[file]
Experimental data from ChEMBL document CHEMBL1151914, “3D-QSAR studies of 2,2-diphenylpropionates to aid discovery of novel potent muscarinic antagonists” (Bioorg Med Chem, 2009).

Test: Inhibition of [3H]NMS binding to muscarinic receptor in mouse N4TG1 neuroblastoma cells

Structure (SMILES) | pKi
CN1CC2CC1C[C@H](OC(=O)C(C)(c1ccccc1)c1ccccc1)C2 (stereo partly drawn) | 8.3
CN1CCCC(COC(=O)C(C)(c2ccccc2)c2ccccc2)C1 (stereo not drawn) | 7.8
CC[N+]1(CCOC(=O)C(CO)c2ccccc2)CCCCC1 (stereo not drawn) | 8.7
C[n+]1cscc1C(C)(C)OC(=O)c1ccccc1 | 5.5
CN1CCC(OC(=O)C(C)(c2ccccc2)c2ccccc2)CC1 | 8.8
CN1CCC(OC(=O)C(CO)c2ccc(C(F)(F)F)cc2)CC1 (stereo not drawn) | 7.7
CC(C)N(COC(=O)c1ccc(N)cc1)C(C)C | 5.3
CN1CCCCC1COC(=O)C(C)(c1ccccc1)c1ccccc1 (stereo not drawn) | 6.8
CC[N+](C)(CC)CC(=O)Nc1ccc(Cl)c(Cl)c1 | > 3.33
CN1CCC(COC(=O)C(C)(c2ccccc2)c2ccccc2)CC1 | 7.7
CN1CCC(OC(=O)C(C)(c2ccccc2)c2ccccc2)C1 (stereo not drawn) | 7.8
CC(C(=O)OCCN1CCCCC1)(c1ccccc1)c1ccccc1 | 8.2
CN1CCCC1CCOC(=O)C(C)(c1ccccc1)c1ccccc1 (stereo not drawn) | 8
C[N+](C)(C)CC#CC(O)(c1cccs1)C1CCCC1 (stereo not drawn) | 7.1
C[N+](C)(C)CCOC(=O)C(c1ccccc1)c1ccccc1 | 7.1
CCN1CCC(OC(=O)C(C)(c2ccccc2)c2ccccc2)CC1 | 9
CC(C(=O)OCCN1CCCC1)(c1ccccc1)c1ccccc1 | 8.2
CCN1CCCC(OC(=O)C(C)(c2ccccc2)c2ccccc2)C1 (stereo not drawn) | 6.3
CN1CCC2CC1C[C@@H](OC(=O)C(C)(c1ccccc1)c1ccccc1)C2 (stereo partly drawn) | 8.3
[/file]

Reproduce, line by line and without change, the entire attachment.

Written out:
Experimental data from ChEMBL document CHEMBL1151914, “3D-QSAR studies of 2,2-diphenylpropionates to aid discovery of novel potent muscarinic antagonists” (Bioorg Med Chem, 2009).

Test: Inhibition of [3H]NMS binding to muscarinic receptor in mouse N4TG1 neuroblastoma cells

Structure (SMILES) | pKi
CN1CC2CC1C[C@H](OC(=O)C(C)(c1ccccc1)c1ccccc1)C2 (stereo partly drawn) | 8.3
CN1CCCC(COC(=O)C(C)(c2ccccc2)c2ccccc2)C1 (stereo not drawn) | 7.8
CC[N+]1(CCOC(=O)C(CO)c2ccccc2)CCCCC1 (stereo not drawn) | 8.7
C[n+]1cscc1C(C)(C)OC(=O)c1ccccc1 | 5.5
CN1CCC(OC(=O)C(C)(c2ccccc2)c2ccccc2)CC1 | 8.8
CN1CCC(OC(=O)C(CO)c2ccc(C(F)(F)F)cc2)CC1 (stereo not drawn) | 7.7
CC(C)N(COC(=O)c1ccc(N)cc1)C(C)C | 5.3
CN1CCCCC1COC(=O)C(C)(c1ccccc1)c1ccccc1 (stereo not drawn) | 6.8
CC[N+](C)(CC)CC(=O)Nc1ccc(Cl)c(Cl)c1 | > 3.33
CN1CCC(COC(=O)C(C)(c2ccccc2)c2ccccc2)CC1 | 7.7
CN1CCC(OC(=O)C(C)(c2ccccc2)c2ccccc2)C1 (stereo not drawn) | 7.8
CC(C(=O)OCCN1CCCCC1)(c1ccccc1)c1ccccc1 | 8.2
CN1CCCC1CCOC(=O)C(C)(c1ccccc1)c1ccccc1 (stereo not drawn) | 8
C[N+](C)(C)CC#CC(O)(c1cccs1)C1CCCC1 (stereo not drawn) | 7.1
C[N+](C)(C)CCOC(=O)C(c1ccccc1)c1ccccc1 | 7.1
CCN1CCC(OC(=O)C(C)(c2ccccc2)c2ccccc2)CC1 | 9
CC(C(=O)OCCN1CCCC1)(c1ccccc1)c1ccccc1 | 8.2
CCN1CCCC(OC(=O)C(C)(c2ccccc2)c2ccccc2)C1 (stereo not drawn) | 6.3
CN1CCC2CC1C[C@@H](OC(=O)C(C)(c1ccccc1)c1ccccc1)C2 (stereo partly drawn) | 8.3